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Alhuda cibe-ISLAMIC AGRICULTURE FINANCE
Religiosity and threshold effect in social and financial performance of microfinance institutions
Mohammad Ashraful Mobin
PRESENTED BY: MR. JAMIL HASSAN
TIJARAH MFB LIMITED
AT: THE 6TH GLOBAL ISLAMIC MICROFINANCE FORUM – NAIROBI, KENYA
8-9TH NOVEMBER, 2016
ISLAMIC AGRICULTURE FINANCE: AN IDEAL MECHANISM TO FULFILL THE ALL CROPS/FARMER NEEDS
Why Islamic Finance
Importance of Islamic Agriculture Finance
Critical Areas in Agric Financing
Availability of Islamic Agriculture Finance in Africa
Islamic Agriculture Finance Product Offering
“There is none amongst the Muslims who plants a tree or sows seeds, and then a bird, or a person or an animal eats from it, but is regarded as a charitable gift from him.” --- Al Hadith narrated by Anas bin Malik (ra).
The need for enhanced ethics in the pursuit of agricultural production is fundamental to ensuring the full participation of Muslim farmers. Ethics, in the provision of finance, land and human capital, would be essential to the long-term success of the global effort towards sustainable agriculture.
Why Islamic Finance
It addresses the ethical problems associated with interest
It facilitates adherence to the divine call
It makes for better profits
Agricultural credit contributes to the development of agriculture in 3 basic ways; cover input/output gaps in production, credit rationing by banks due to imposition of ceiling on return from agric loans by government, augment inadequate farm savings. However, the dearth of financial products that are in tandem with the religious and social beliefs of the average Muslim farmer, have precluded financial inclusion in not only agric, but all facets of the rural economy of especially, Muslim majority countries. While agricultural finance contributes to the efficient use of factors of production and farm investment in the agric sector, Islamic agriculture finance could revolutionize the agric sector and guarantee sustainable growth of the rural economy.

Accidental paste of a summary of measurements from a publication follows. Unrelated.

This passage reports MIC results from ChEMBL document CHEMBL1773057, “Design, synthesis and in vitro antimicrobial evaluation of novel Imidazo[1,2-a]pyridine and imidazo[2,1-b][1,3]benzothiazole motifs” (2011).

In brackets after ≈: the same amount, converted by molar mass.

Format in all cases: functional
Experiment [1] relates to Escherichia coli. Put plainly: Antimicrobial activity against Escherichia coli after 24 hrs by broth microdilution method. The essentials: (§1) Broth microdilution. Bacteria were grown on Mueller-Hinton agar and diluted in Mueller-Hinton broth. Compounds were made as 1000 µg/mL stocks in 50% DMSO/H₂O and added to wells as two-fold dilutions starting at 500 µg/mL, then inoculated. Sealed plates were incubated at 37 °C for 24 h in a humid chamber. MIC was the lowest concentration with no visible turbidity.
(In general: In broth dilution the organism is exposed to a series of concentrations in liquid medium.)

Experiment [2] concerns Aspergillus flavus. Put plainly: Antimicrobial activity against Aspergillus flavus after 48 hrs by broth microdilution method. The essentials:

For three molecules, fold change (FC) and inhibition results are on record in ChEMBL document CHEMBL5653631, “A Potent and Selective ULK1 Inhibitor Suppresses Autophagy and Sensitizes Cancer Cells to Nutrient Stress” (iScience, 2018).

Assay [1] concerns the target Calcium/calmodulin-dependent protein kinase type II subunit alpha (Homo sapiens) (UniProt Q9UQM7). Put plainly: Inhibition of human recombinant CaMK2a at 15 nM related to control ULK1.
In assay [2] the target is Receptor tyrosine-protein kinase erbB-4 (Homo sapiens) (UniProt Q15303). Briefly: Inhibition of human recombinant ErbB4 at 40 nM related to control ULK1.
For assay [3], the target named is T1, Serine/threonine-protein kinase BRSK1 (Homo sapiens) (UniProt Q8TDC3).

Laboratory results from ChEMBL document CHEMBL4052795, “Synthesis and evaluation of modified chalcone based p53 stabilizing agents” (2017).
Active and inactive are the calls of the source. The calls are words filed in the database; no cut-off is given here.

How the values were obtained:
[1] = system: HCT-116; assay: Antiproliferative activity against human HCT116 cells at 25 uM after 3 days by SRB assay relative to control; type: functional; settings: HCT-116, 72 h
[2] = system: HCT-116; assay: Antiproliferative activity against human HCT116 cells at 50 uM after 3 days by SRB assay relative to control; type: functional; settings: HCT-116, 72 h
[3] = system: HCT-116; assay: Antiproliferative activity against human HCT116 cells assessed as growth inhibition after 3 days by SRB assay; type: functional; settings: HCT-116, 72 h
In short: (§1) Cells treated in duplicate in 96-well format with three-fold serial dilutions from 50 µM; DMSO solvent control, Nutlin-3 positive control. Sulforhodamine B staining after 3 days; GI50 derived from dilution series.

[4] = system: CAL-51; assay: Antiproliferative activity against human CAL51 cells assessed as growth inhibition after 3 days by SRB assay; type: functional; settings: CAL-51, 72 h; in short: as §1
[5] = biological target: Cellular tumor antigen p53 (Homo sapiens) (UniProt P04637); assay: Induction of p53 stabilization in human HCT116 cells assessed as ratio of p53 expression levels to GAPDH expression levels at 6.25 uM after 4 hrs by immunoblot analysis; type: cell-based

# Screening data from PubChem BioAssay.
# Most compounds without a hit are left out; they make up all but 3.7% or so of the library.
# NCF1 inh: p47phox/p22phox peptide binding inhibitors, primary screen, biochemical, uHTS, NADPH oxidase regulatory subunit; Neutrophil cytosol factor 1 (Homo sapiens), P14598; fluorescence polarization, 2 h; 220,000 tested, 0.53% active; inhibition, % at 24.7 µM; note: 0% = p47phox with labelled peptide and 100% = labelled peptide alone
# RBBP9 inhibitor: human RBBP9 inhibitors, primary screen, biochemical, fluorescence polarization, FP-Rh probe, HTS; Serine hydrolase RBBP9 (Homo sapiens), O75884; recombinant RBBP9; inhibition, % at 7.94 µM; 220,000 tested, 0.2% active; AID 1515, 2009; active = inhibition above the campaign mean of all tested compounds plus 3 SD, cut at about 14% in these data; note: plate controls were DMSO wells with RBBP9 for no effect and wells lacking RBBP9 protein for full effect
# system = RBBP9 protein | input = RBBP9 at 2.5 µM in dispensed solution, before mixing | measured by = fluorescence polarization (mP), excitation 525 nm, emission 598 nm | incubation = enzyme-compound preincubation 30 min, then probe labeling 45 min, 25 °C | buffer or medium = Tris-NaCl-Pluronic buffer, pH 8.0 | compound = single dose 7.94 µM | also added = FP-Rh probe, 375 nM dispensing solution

Critical Areas of Islamic Agriculture Finance
.Research and Development
Availability of Islamic Agric Culture Finance in Africa
Many African countries practice some form of Islamic agric finance; however, Sudan has the most comprehensive Islamic Agric Finance practice. Egypt, Ethiopia, Kenya, South Africa, Gambia, Tunisia, Algeria, Tchad and Nigeria, have demonstrated increasing commitment and a growing appetite. Salaam and Murabaha are the most active modes at the moment.
A contract of sale where the seller discloses the cost of goods and his profit, could be used to purchase inputs in crop production
a sale contract where the seller receives payment now for the supply of specific goods to the buyer at agreed future date, could be used to finance farming overhead and augment working capital
Is a contract where the owner of asset other than consumables, transfers its usufruct to another person at an agreed rental for an agreed period, useful in financing farm mechanization or transportation
A contract of sale at an agreed price where the buyer places an order to manufacture, assemble or construct the agreed asset to be delivered in future, it could be to provide farm infrastructure
A partnership where profits are shared as per agreed ratio and losses are shared in the proportion of capital or investment, also for financing farm infrastructure and machinery
A sale based on bargain without reference to the original cost of the asset
A joint venture contract akin to Mudarabah, but only involves investment in economic trees
A variant of Musharakah that focuses on agriculture and permits the pooling of resources to finance commercial farming
Limiting Factors to Islamic Agriculture Finance
Limited number of Islamic banks and Takaful operators
Fewer products on offer within the region
Large numbers of excluded Muslim populations
Difficulty in attracting foreign investment to the region
Pervasive poverty amid high corruption perception
Inadequate operational, managerial and jurisprudential skills
Need for a continental IBF strategy for Africa through sub-regional initiatives
Focus on peculiar strengths of sub-regions and territories
Massive investment in the areas of enlightenment, advocacy and capacity building
Deliberate effort at breaking barriers to foreign participation
Encourage, strengthen and deepen savings culture to build local capital on the long-run
Improve local legislation to remove barriers to the entrenchment of IBF in Africa
Encourage frequent engagement to facilitate convergence and standardization.
AlHuda CIBE FZ LLE - U.A.E
P: + 971 56 9286664, + 971 55 938 99 00
AlHuda Center of Islamic Banking & Economics - Pakistan
Ph: (92-42) 35913096 - 98, Fax: (92-42) 35913056
Limiting Factors to